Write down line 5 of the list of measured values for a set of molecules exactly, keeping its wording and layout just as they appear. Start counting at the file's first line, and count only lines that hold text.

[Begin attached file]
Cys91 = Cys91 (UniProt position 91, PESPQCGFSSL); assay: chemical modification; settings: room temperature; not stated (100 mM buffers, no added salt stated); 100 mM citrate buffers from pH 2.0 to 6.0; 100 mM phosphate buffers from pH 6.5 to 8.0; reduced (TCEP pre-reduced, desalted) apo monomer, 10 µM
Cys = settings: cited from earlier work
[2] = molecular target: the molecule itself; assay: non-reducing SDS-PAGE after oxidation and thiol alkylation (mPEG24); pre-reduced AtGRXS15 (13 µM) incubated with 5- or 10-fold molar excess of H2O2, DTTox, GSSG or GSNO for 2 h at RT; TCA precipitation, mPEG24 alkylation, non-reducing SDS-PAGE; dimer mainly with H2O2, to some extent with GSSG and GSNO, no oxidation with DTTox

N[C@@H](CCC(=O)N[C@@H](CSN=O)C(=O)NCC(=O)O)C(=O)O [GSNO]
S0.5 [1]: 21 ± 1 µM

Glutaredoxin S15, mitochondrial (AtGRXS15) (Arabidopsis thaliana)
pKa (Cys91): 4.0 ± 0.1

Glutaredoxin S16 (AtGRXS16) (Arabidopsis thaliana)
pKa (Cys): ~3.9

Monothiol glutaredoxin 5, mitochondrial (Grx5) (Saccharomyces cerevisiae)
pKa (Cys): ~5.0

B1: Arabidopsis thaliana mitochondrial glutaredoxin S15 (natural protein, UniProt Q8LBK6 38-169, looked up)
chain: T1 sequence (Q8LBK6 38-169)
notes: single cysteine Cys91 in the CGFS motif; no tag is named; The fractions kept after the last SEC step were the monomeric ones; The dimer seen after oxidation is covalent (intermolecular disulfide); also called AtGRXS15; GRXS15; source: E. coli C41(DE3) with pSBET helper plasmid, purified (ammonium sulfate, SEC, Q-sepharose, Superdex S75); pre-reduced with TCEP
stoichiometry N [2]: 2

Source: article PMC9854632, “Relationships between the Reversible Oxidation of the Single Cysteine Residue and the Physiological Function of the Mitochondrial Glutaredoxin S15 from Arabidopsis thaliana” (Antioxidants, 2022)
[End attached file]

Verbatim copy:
S0.5 [1]: 21 ± 1 µM